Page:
Castle Renovator is a shameless attempt to take House Flipper and put it in medieval times. Unfortunately, it features zero of its charm or quality. You’ll clean, mend, and build your own medieval town and castle, and it’s never fun. Still, some may love the concept so let’s get into the fine details of what Castle Renovator is and where it fails so severely.
The first thing you’ll be met with in Castle Renovator is a poor-looking world that suffers from both poor performance and massive pop-in. Texture quality is low, the geometry constantly breaks, and as you walk you’ll be met with pop-in 10 or so feet in front of you at a truly ridiculous pace. Things start out slow, as you clean a few areas up and lightly repair them. To do this you’ll use a clunky UI system for choosing each tool and then struggling to aim with the right stick with them. I can overlook graphical issues if the gameplay holds up, but the imprecise movement and camera control are a constant source of frustration. Early tasks see you using a broom to sweep up muck, which can also just turn into your hands as you pick up trash or piles of wood. Once you’ve picked up enough wood a neat little bundle will form and you can transport it in your cart. Picking this pile up and moving it feels horrible and I routinely missed the target when trying to place it where I wanted.
Later levels see you start to use the building system. It’s your typical grid-based snap-together system, but once again the UI used for choosing building pieces is atrocious to use. It can take forever to find what you’re looking for, and half the time pieces don’t fit together correctly. This only becomes more of an issue as you progress from simple homes to the titular Castles. Every issue is amplified as the areas become larger, textures are stretched even further, and controls become less capable of dealing with the newfound heights. There is a small selection of online music library-sounding tunes constantly droning in the background that rarely fit the theme of the game. Sound effects are poor, and the audio mix is muddled to the point of giving one a headache.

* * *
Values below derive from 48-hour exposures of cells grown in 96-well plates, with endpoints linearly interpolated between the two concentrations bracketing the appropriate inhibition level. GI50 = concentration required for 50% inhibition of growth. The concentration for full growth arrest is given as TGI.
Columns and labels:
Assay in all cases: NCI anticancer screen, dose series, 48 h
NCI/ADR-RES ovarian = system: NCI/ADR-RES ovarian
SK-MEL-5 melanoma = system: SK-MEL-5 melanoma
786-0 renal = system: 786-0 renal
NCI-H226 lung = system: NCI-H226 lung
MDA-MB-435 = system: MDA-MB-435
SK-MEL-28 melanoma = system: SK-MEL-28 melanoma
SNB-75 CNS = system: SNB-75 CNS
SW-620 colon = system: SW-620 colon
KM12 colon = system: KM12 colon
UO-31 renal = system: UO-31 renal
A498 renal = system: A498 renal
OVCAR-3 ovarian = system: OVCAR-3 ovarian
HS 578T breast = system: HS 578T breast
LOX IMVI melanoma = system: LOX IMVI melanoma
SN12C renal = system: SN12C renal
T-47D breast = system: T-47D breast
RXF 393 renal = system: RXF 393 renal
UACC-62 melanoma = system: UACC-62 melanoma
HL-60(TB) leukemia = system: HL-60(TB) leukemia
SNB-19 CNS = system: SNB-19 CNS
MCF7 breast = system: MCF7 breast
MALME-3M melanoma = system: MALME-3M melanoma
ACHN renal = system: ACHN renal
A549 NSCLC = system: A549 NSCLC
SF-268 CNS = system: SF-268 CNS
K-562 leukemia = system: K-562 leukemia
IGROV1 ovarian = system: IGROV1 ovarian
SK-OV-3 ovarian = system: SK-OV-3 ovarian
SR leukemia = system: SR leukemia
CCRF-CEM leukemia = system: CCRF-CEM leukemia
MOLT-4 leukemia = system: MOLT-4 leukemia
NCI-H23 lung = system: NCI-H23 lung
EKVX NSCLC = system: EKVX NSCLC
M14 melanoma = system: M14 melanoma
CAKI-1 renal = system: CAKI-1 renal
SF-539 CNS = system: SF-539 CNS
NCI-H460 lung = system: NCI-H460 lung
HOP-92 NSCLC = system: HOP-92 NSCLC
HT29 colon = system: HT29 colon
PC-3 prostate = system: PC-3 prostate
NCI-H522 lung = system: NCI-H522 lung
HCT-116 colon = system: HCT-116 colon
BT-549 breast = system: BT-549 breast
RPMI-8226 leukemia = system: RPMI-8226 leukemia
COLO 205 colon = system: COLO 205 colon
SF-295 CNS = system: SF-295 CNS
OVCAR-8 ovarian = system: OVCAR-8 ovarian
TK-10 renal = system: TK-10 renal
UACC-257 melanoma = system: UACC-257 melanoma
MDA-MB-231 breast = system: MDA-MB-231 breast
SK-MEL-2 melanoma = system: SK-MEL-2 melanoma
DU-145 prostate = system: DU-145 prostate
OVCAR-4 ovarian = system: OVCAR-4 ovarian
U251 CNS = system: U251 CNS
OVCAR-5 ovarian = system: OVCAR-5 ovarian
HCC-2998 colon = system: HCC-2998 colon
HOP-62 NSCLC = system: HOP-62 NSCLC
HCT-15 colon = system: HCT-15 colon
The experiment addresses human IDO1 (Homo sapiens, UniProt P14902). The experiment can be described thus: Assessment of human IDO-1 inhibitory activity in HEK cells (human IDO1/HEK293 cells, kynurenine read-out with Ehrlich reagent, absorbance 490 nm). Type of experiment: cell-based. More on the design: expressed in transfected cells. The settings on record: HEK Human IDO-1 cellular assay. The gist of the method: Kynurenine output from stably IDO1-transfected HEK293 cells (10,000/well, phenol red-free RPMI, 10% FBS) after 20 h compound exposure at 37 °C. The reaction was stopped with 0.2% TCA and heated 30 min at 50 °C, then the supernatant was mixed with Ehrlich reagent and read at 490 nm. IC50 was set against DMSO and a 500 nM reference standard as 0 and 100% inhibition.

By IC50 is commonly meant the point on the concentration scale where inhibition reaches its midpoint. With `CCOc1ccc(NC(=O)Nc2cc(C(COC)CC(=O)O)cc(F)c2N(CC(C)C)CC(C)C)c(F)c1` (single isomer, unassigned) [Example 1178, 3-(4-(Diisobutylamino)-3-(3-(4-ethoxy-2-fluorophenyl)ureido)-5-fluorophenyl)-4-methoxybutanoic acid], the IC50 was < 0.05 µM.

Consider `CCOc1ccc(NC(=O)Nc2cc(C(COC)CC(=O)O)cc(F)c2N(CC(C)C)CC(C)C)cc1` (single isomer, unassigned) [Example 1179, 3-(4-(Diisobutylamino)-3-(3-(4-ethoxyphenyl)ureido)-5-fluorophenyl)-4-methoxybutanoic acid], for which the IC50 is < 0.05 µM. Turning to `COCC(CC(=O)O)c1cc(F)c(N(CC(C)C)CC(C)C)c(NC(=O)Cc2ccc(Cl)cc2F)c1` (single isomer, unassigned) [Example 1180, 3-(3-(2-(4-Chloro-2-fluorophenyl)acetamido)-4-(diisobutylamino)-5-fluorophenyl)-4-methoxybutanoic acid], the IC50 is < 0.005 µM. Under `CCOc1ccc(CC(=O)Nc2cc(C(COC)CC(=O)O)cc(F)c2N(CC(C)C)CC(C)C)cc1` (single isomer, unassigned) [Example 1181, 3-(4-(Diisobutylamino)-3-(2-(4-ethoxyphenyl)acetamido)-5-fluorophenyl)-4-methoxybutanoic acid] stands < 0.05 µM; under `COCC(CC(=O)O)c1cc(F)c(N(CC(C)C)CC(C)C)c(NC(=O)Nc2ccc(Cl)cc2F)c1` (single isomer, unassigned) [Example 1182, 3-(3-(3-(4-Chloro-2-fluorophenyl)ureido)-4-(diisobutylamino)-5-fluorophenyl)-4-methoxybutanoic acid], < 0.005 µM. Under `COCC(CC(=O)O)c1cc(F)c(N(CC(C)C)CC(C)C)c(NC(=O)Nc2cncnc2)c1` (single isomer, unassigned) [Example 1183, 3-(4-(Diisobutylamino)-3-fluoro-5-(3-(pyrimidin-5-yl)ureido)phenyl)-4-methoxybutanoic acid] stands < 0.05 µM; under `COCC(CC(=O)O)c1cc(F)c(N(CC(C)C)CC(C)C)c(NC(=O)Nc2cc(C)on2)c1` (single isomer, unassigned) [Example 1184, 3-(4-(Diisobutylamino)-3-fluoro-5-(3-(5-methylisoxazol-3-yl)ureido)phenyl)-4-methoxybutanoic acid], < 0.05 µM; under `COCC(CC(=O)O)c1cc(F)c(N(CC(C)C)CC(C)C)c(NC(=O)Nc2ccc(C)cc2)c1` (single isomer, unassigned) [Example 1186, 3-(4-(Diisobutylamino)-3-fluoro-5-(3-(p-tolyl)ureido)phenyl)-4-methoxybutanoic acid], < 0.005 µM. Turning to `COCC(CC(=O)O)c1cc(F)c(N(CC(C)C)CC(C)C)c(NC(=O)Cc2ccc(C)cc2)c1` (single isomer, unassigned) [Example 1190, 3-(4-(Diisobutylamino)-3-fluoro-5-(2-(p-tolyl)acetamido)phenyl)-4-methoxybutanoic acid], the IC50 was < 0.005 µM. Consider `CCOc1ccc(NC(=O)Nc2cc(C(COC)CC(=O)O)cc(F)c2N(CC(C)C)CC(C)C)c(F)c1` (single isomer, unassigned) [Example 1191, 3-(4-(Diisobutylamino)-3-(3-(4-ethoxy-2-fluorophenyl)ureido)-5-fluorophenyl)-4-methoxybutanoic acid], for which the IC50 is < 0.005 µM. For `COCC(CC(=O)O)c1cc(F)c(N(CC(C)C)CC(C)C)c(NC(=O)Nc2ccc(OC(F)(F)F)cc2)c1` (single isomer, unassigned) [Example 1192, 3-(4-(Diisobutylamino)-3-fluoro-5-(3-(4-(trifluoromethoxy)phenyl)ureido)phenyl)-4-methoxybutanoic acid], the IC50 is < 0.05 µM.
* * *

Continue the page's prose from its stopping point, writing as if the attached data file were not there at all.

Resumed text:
The setup of the game sees you getting quests from both tutorials and a town billboard. Navigating through this UI is even worse than all the others, and the instructions in your quests can be vague or full of things like “cleaning done 87/88”. It could take me 30 minutes sometimes to find the ugly smudge texture hiding under a barrel in a far distant corner of the level before I was allowed to call the job done and move on. Every quest earns you gold, which you will use when building or unlocking new building pieces through the world’s easiest sliding block puzzle game. Unlike most sliding block puzzles you can move whatever piece you want anywhere, making them a no longer than 15-second issue throughout the game.
I pushed for eight hours in my playthrough and if I hadn’t been playing it for this review I would have given up after eight minutes. Castle Renovator plays poorly, doesn’t look good in any way, and had a litany of bugs for me. I played on an Xbox Series X and suffered multiple hard locks and crashes. It didn’t matter if I used Quick Resume or not, the game never felt stable over long periods of playtime. There is also the issue that, best I can tell, this game was originally called Castle Flipper and it had a logo that looked exactly like House Flipper’s. You can see the “inspiration” here at every turn, but all of the charm, wit, and skill behind that title is missing.
The idea of cleaning, repairing, and building ancient European houses and castles was an appealing one. Unfortunately, Castle Renovator fails to be enjoyable by any metric.